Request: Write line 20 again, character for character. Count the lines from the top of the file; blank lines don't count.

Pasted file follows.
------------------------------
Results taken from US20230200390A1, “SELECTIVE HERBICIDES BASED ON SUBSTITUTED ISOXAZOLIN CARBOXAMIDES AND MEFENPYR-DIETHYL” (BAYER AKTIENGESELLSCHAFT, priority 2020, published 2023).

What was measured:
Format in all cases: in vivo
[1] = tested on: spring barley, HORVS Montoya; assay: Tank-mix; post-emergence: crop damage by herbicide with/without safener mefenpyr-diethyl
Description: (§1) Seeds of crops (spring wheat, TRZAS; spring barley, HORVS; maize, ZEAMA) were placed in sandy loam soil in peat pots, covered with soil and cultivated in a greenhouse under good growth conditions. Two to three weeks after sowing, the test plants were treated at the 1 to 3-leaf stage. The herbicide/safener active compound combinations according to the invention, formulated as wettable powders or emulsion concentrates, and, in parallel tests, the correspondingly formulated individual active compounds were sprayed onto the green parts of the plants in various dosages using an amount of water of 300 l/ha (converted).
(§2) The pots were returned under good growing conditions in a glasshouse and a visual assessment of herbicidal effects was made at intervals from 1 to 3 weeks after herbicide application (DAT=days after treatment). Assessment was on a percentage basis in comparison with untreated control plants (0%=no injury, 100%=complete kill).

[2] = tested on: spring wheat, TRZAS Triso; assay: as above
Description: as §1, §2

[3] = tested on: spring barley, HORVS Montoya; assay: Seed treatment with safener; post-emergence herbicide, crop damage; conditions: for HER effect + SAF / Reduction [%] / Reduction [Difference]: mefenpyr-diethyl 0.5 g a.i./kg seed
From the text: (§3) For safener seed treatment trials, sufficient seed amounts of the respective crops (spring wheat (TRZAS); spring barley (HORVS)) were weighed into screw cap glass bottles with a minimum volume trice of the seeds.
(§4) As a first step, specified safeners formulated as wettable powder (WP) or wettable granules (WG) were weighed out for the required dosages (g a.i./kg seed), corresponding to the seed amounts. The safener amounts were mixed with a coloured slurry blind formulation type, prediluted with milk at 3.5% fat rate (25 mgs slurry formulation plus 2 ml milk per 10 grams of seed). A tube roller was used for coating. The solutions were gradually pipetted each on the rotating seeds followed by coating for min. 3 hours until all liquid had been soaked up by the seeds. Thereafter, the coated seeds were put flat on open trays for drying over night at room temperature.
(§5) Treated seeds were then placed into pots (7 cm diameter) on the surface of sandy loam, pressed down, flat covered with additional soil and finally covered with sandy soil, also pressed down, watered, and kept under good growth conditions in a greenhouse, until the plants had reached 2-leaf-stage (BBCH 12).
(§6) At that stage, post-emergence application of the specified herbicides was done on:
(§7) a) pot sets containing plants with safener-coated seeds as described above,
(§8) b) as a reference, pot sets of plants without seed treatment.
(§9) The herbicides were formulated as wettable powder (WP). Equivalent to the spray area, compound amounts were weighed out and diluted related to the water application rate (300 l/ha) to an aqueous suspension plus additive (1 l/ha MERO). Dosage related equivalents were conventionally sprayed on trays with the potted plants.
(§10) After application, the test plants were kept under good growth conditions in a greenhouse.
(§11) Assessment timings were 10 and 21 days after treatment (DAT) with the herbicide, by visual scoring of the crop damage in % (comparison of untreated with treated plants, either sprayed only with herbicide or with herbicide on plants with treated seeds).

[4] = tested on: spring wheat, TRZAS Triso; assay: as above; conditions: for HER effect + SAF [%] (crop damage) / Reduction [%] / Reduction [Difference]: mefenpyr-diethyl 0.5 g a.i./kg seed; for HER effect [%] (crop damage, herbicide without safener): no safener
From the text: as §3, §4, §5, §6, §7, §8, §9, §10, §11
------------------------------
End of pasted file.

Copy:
From the text: as §3, §4, §5, §6, §7, §8, §9, §10, §11